Go see this movie.  See what gnaws at you. 

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July 02, 2007

All or Nothing.

Saturday afternoon, I removed the Dexcom sensor. 

For the record, that Dexcom is worth the design flaws and I was very impressed with the results.  (More on that later.)  But also for the record, pulling out the sensor was extremely painful - that adhesive is intense!  I had to use a damp cloth around the sticky gauzey bits to help alleviate that "peeling my skin from my body" feeling.   Why didn't I apply a new sensor?  Due to the upcoming July 4th holiday and the white-water rafting trip this weekend, I didn't feel comfortable toting around an additional gizmo that couldn't get wet.  So off it came, to be reintegrated next week.

Saturday night, I removed my insulin pump.

I decided to take a "pump vacation" for the rafting trip, based on my insecurity about being able toLantus in lieu of my pump. properly protect it and my fear of it being busted on the excursion.  (I thought a lot about the advice to order a back-up pump, use the AquaPack, etc. but I had to go with my gut on this one.)   So late Saturday night, I disconnected my pump and took my first shot of Lantus in almost four years.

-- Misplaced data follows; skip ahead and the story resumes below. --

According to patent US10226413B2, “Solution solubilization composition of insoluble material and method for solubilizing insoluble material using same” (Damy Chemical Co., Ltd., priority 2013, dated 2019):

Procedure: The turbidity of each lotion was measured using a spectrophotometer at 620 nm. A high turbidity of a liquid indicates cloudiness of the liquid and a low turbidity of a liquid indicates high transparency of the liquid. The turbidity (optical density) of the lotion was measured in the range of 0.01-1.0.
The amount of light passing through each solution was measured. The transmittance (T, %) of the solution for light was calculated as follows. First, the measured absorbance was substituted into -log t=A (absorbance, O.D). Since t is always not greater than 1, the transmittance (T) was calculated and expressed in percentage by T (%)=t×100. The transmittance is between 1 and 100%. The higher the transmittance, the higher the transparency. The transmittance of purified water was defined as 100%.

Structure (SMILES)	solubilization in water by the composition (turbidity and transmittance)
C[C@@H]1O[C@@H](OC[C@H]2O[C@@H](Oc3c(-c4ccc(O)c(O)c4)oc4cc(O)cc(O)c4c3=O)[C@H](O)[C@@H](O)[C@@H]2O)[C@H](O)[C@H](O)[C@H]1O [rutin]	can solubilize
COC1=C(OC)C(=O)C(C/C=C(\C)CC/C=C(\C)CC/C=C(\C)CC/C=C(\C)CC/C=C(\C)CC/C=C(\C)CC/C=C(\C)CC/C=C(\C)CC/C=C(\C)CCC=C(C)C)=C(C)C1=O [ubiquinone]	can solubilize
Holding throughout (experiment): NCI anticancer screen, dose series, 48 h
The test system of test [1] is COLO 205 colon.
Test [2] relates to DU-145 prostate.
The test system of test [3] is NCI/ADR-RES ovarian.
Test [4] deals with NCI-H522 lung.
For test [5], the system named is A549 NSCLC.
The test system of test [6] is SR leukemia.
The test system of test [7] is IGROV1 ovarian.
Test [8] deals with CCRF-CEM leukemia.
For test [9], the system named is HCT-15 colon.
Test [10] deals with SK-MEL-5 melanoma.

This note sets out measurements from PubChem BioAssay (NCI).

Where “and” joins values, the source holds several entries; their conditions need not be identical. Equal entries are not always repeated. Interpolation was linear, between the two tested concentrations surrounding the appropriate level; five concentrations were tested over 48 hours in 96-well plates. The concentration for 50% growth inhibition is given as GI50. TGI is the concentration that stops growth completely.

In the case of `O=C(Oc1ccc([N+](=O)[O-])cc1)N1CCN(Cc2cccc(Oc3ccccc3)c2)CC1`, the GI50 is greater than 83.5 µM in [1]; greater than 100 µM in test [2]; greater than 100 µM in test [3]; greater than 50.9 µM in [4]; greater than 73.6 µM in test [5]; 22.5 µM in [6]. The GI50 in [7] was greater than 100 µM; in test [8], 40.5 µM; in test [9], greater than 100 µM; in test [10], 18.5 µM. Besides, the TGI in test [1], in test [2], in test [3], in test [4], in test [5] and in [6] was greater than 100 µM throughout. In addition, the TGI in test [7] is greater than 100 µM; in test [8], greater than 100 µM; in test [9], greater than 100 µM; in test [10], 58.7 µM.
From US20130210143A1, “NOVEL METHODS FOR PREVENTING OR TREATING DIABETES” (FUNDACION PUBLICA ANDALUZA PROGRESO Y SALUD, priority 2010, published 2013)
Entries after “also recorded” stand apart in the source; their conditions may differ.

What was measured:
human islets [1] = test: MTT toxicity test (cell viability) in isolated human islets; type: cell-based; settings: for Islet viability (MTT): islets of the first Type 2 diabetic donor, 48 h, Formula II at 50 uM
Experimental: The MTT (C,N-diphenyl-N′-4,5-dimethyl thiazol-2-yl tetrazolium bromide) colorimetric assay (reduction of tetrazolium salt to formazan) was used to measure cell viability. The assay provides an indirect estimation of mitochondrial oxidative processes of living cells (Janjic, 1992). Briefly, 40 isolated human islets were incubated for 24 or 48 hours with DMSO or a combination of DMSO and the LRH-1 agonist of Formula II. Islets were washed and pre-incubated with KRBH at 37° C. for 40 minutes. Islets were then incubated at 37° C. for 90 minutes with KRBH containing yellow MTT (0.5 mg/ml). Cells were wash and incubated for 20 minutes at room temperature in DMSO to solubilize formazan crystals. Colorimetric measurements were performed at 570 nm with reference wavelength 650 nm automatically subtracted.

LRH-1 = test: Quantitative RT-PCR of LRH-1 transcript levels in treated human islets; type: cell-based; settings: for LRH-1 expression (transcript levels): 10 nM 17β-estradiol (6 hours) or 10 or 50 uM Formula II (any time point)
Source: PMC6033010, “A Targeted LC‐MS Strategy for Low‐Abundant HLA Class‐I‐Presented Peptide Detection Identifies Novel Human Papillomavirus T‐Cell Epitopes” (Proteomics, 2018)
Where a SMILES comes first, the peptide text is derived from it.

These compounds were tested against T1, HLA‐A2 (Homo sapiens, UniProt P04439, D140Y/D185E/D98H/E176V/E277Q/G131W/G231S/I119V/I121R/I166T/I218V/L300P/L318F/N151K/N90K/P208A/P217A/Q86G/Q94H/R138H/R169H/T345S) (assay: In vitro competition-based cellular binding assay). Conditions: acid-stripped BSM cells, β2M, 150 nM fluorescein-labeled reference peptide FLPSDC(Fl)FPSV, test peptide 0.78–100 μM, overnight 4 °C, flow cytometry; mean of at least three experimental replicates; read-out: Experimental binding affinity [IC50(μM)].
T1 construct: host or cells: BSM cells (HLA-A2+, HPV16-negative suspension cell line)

I was at Batman's house, spending the night before I headed up to Boston to retrieve Chris (yay!) from the airport.  

"Ah, the red ladybug bag!"  Batman exclaimed.  (It was a Clinique "free gift" from several years ago - a red circular zippered case that was plastic and held my insulin bottles when I was on injections.)  "I remember that thing!  I also remember when you went on the pump in the first place.  Is this weird?"

"Definitely."  I uncapped the syringe with my teeth and put the needle tip into the new bottle of Lantus, drawing back 16 units.  "This is completely bizarre.  But it's only for a week.  Just until Sunday night."

It's been two days without it and I'm feeling pretty good.  I am back on my old dose of Lantus (15 1/2 units at 10 o'clock at night) and I'm bolusing with an insulin pen.  Between you and I (and the entire internet), I miss my pump and I feel like I'm walking around naked, but this brief vacation is just that:  brief.  Blood sugars have been closely monitored and in a holding pattern of about 150 mg/dl, which is higher than I shoot for but I'm happy to have them steady instead of bouncing.

This is weird, though, going from two savvy devices to nothing more than an insulin pen in my purse.  Weirder still (yet comforting) is the fact that Chris has never known me without my pump.  It's always been a part of our life together.

After rescuing my fiance from the airport (at 7 am in Boston - damn that's early), I gave him a huge hug and then shared my secret with him.  "I'm not wearing a pump today."

His arms circled my waist and he gave me a kiss on the head.

"I never notice even when you do." 

Welcome home, Chris.  I'm so happy you're home!